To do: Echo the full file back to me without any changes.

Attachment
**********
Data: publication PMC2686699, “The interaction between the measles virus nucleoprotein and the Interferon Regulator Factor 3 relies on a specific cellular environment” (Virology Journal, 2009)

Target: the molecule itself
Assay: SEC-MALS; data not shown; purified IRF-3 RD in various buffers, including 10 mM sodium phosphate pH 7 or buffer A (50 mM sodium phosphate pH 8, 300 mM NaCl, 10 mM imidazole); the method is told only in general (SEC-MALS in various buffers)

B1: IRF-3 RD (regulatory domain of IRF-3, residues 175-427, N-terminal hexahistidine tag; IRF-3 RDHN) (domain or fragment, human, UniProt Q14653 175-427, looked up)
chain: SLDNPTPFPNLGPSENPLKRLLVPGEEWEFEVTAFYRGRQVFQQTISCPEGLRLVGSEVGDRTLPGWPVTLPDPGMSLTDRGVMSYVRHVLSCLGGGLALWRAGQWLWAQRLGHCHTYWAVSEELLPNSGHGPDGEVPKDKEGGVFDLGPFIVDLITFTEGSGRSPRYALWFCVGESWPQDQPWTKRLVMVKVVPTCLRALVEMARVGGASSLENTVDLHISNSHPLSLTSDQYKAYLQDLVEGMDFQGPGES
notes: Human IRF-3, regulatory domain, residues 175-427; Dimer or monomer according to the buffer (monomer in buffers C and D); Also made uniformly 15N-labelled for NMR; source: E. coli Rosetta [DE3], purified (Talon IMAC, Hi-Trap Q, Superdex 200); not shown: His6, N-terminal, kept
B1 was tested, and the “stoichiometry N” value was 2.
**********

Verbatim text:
Data: publication PMC2686699, “The interaction between the measles virus nucleoprotein and the Interferon Regulator Factor 3 relies on a specific cellular environment” (Virology Journal, 2009)

Target: the molecule itself
Assay: SEC-MALS; data not shown; purified IRF-3 RD in various buffers, including 10 mM sodium phosphate pH 7 or buffer A (50 mM sodium phosphate pH 8, 300 mM NaCl, 10 mM imidazole); the method is told only in general (SEC-MALS in various buffers)

B1: IRF-3 RD (regulatory domain of IRF-3, residues 175-427, N-terminal hexahistidine tag; IRF-3 RDHN) (domain or fragment, human, UniProt Q14653 175-427, looked up)
chain: SLDNPTPFPNLGPSENPLKRLLVPGEEWEFEVTAFYRGRQVFQQTISCPEGLRLVGSEVGDRTLPGWPVTLPDPGMSLTDRGVMSYVRHVLSCLGGGLALWRAGQWLWAQRLGHCHTYWAVSEELLPNSGHGPDGEVPKDKEGGVFDLGPFIVDLITFTEGSGRSPRYALWFCVGESWPQDQPWTKRLVMVKVVPTCLRALVEMARVGGASSLENTVDLHISNSHPLSLTSDQYKAYLQDLVEGMDFQGPGES
notes: Human IRF-3, regulatory domain, residues 175-427; Dimer or monomer according to the buffer (monomer in buffers C and D); Also made uniformly 15N-labelled for NMR; source: E. coli Rosetta [DE3], purified (Talon IMAC, Hi-Trap Q, Superdex 200); not shown: His6, N-terminal, kept
B1 was tested, and the “stoichiometry N” value was 2.